Monday, December 11, 2017

Crypto: The Intangibles that go into Valuation With a Look at Contango in the Market for Water from the Grotto of Massabielle in the Sanctuary of Our Lady of Lourdes, France

I believe I shall begin referring to the contango in Bitcoin futures as "The Learning Curve™".

Our headline is a sentence from a September, 2013 post "Are collectibles good long-term investments? "The Investment Performance of Emotional Assets", a rather rambling look at oddball things people pay money for (and which some, for better or worse, call asset classes).
It begins:
...On Monday we posted a short bit on collectibles, riffing off a Quartz piece:
Cars, coins and stamps are now more profitable luxuries than art, wine and jewelry (there's an ETF for that)

Which we got timestamped just before Izabella Kaminska had three FT Alphaville posts:
A classic car bubble?
The art of myth-making
The growing scarcity of scarce markets
Addressing respectively 1) the Knight Frank luxury investment index; 2) the intangibles that go into valuation with a look at contango in the market for water from the Grotto of Massabielle in the Sanctuary of Our Lady of Lourdes, France and 3) a meta-analysis of the attributes of markets in non-standardized goods.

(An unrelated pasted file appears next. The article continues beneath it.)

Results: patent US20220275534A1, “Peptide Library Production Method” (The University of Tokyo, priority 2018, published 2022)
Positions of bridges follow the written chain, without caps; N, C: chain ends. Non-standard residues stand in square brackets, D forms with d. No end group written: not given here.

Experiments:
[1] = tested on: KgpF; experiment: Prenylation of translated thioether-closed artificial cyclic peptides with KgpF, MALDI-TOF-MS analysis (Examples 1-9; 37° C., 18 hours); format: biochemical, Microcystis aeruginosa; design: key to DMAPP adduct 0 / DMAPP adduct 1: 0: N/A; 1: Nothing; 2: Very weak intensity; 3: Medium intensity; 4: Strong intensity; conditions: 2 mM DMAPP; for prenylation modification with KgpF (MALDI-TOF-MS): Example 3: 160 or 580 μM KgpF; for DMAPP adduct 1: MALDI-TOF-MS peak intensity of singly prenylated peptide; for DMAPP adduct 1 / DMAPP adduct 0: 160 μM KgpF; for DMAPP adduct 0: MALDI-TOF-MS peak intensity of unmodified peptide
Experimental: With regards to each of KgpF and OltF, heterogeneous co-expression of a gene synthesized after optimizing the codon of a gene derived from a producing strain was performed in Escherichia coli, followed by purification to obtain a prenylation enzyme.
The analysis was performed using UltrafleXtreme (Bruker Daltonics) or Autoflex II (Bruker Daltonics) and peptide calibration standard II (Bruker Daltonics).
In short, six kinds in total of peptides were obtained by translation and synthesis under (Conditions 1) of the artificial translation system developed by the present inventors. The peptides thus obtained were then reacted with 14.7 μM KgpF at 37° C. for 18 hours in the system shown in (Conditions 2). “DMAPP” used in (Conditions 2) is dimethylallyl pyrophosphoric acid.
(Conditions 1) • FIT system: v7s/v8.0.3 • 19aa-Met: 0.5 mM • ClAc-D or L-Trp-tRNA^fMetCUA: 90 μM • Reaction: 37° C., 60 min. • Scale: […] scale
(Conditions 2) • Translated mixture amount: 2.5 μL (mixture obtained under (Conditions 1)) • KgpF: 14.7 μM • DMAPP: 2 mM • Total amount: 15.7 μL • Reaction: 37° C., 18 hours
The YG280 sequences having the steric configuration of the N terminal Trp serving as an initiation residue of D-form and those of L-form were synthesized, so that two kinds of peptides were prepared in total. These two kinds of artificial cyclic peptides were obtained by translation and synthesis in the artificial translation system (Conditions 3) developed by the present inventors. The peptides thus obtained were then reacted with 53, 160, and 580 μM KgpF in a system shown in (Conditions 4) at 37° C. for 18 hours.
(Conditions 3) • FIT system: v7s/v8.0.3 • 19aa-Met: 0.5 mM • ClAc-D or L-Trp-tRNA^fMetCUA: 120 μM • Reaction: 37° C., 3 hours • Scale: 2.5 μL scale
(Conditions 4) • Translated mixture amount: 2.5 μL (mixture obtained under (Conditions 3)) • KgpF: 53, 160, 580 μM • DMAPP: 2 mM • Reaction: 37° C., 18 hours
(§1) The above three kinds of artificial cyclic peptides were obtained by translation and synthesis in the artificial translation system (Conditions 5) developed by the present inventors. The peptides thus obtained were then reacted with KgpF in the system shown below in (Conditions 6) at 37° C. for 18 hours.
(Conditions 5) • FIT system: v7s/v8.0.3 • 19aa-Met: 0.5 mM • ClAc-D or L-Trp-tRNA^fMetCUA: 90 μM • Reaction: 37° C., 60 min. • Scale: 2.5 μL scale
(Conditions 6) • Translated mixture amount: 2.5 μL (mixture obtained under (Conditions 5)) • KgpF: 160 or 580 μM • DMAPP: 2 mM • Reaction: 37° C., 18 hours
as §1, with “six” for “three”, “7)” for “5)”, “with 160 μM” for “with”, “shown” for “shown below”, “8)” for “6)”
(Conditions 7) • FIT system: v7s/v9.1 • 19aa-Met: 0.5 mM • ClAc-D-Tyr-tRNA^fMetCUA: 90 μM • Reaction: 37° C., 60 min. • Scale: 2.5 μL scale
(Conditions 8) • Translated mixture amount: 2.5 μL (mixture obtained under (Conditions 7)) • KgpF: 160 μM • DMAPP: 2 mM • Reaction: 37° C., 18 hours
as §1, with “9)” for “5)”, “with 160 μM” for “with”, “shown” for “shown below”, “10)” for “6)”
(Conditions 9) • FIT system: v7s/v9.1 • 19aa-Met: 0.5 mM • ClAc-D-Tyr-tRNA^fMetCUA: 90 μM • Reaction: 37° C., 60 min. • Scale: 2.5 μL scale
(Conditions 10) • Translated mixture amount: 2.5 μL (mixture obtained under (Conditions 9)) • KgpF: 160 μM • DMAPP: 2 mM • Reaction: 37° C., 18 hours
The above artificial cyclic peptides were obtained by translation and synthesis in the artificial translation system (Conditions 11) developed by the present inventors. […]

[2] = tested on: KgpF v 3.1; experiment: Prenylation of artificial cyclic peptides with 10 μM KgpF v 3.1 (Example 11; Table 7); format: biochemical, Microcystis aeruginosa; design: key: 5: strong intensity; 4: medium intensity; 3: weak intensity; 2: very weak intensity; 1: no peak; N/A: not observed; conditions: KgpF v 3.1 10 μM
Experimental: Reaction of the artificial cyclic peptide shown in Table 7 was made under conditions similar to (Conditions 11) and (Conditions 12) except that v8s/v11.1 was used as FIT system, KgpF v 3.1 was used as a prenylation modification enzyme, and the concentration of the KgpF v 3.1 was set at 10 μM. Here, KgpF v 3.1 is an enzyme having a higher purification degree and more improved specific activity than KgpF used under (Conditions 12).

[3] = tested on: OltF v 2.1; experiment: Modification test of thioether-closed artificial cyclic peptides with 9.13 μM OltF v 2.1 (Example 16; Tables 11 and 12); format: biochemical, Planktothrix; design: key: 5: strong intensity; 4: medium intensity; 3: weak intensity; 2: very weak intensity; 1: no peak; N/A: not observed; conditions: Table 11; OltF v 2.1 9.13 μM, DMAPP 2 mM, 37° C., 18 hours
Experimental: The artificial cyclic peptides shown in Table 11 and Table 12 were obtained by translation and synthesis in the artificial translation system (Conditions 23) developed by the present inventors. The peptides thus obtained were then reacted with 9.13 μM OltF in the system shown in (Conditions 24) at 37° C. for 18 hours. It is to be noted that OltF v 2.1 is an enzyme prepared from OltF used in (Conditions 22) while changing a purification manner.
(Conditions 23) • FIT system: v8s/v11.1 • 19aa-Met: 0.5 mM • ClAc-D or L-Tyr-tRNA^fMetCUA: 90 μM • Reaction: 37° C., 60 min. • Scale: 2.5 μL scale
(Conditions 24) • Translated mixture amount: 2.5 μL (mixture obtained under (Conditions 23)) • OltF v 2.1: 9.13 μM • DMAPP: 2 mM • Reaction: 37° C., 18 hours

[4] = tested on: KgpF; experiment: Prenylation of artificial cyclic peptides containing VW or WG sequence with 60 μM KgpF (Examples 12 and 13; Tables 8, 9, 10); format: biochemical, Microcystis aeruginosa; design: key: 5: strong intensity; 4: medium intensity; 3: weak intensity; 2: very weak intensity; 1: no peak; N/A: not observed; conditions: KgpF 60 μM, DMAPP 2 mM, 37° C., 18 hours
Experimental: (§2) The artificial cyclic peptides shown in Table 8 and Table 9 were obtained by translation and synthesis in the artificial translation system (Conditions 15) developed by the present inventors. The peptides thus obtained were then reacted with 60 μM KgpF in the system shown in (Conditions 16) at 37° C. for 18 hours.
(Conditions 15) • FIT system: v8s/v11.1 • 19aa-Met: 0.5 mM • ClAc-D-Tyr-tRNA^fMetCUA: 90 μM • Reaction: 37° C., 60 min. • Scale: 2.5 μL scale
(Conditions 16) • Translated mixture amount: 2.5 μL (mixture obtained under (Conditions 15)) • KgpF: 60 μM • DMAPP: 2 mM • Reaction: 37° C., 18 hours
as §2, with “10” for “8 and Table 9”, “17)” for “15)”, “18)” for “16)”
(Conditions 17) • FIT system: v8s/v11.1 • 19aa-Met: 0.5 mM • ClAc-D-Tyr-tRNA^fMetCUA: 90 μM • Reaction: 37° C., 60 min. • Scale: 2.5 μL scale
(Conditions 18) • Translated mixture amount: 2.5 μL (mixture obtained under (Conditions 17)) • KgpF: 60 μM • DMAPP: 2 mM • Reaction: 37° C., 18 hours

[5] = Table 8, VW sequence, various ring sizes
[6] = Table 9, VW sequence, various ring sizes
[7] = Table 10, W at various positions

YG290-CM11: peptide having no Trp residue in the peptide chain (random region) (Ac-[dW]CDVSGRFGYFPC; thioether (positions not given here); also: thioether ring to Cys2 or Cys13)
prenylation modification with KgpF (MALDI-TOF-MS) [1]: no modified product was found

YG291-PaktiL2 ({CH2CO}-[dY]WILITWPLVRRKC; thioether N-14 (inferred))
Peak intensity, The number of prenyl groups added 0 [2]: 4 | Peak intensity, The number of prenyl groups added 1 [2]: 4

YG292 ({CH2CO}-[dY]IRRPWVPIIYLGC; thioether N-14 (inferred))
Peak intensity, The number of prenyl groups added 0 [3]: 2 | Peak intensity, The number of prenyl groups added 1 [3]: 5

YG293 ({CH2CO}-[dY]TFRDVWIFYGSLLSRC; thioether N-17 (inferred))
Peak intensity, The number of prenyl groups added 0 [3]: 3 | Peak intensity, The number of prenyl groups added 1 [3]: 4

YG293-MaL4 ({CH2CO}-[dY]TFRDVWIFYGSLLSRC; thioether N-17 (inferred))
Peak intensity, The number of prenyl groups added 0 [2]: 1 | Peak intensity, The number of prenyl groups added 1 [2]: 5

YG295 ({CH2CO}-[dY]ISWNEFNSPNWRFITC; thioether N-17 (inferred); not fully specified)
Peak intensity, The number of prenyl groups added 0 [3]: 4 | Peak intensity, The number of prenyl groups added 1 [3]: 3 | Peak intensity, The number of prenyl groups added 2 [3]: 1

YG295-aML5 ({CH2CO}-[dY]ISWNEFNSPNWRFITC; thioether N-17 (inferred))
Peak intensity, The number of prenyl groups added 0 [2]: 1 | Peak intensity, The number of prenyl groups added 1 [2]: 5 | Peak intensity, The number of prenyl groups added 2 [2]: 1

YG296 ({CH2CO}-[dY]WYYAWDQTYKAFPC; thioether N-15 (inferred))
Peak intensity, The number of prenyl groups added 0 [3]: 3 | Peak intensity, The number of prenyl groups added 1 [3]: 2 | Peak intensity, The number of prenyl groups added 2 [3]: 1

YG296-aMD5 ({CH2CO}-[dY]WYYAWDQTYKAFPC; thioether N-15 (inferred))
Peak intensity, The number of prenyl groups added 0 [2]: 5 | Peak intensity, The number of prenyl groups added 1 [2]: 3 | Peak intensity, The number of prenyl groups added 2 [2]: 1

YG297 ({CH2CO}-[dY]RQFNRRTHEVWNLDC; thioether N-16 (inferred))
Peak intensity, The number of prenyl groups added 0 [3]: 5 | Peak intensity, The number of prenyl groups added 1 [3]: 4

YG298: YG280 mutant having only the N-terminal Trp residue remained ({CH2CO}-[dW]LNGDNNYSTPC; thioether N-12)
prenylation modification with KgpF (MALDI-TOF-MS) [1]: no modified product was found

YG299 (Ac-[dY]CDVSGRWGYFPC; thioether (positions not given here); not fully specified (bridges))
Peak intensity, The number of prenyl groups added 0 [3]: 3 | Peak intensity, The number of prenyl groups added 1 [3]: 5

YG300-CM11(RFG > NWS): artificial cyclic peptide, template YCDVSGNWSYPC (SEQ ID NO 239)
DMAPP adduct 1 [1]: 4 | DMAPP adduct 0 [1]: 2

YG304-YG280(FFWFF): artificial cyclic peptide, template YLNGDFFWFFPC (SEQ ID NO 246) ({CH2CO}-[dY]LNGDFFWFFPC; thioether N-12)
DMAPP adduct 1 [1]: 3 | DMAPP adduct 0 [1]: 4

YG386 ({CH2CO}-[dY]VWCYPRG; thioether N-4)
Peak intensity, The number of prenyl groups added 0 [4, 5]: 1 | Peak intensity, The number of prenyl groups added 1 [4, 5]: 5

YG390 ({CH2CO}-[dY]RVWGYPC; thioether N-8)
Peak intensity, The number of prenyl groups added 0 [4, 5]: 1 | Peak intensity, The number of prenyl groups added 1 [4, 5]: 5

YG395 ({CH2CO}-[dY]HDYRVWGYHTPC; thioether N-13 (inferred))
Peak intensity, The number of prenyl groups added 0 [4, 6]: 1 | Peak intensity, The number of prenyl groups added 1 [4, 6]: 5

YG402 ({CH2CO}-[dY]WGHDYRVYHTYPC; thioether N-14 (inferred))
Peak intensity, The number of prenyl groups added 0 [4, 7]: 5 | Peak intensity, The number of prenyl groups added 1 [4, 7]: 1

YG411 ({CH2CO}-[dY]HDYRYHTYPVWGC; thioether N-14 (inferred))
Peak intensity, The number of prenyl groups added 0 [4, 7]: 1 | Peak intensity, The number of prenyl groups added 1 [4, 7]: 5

She is such a show off.

So today we visit with Elroy Dimson, one of the few economists I've ever come across who has the market feel of a trader and the soul of a poet intellectual chops to be the Chairman of the Strategy Council for the Norwegian Government Pension Fund, you know, the big one.

In his spare time he is part of the hot new boy band Dimson, Marsh and Staunton who do the Global Investment Returns Yearbook for Credit Suisse....
Looking back I believe I was still suffering some sort of market PTSD, five years after the beginning of the grins-n-giggles phase of the 2008 unpleasantness. Or something.
Izabella's "Art of myth-making" post begins:
In this post, we consider the roles of narrative and myth in value creation.
We’ll start with the argument that a powerful enough narrative or myth can turn even abundant commodities into stores of value in their own right.
Case in point, this bottle of water from Lourdes:

This is a great example of how myth alone can turn a bottle of ordinary water — abundant in the part of France it comes from — into an object of value (and additional utility). Whether you consider the object valuable or not is dependent entirely on whether you are a believer in the underlying myth or not....MORE
That whole post is a quick primer on some of the psych features that go into the shape of the futures curve.

This short stroll down memory lane was prompted by Ms. Kaminska's most recent post, "Bitcoin contango" which links to a couple of earlier market structure posts and has at least two informed comments from the cheap seats.
Definitely worth a visit, if one is so inclined: